Currently, the state‑of‑the‑art clinical methods for identifying Sepsis rely on microbiological techniques that require 2-3 days to complete. However, a point-of-care technology that can diagnose Sepsis from the RBC physical properties does not exist. Current techniques do not allow for the comprehensive characterization of RBC aggregation ‑‑ for a complete analysis of RBC aggregation, RBC aggregate size distribution, aggregate resistance to disaggregation (shear stress), aggregate morphology, and aggregation kinetics need to be quantified. Furthermore, a comprehensive technique should be able to distinguish between plasmatic and cellular factors that lead to aggregation.
Technology Overview
The proposed technology will make these measurements a hundred times faster and derive more specific information on red blood cells, such as the aggregation rate and single aggregate electric properties. The technology could be used for the diagnostic of certain diseases such as Sepsis.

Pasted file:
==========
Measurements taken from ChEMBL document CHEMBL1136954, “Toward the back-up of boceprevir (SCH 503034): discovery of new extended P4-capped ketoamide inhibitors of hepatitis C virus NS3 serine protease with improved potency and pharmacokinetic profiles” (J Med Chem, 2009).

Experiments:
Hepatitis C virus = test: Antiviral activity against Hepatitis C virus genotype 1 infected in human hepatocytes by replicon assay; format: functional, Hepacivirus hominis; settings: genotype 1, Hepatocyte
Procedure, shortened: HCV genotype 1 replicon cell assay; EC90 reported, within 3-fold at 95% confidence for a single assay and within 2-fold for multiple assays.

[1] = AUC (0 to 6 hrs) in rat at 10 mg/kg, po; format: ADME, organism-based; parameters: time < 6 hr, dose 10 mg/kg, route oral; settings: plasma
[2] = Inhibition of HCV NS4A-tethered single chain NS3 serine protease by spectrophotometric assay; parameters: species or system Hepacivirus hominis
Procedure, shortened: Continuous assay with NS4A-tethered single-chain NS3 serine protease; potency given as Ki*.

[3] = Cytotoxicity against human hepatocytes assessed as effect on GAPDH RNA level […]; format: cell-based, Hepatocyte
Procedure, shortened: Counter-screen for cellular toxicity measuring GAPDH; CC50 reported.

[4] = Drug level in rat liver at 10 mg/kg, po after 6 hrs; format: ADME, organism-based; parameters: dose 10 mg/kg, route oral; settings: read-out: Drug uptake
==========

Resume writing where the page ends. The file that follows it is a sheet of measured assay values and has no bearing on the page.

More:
This technique is robust and effectively measures the amount of Rouleaux in a droplet of blood, as well as the RBC surface interaction energy, the RBC size, and other hemorheologic parameters under different shear conditions in a microfluidic device. These parameters are obtained by using impedance spectroscopy. This technique also enables one to differentiate specifically Sepsis from Systemic Inflammatory Response Syndrome. 
‑ Cost-effective
‑ Time-efficient 
‑ The growing size of aggregates can be directly measured by impedance spectroscopy
‑ Able to distinguish plasma or cell-based factors leading to cell aggregation
‑ Can report single aggregate electrical properties and kinetics of red blood cell aggregation
‑ Diagnosing Sepsis for timely treatment
‑ Diagnosing sickle cell disease
‑ License
‑ Partnering
‑ Research collaboration
Patent Information:
2. Physical Science
For Information, Contact:
Mark Saulich
Associate Director of Commercialization
Northeastern University
Nadine Aubry
Erythrocyte Sedimentation Rate
In Vitro Diagnostics
Red Blood Cell Aggregation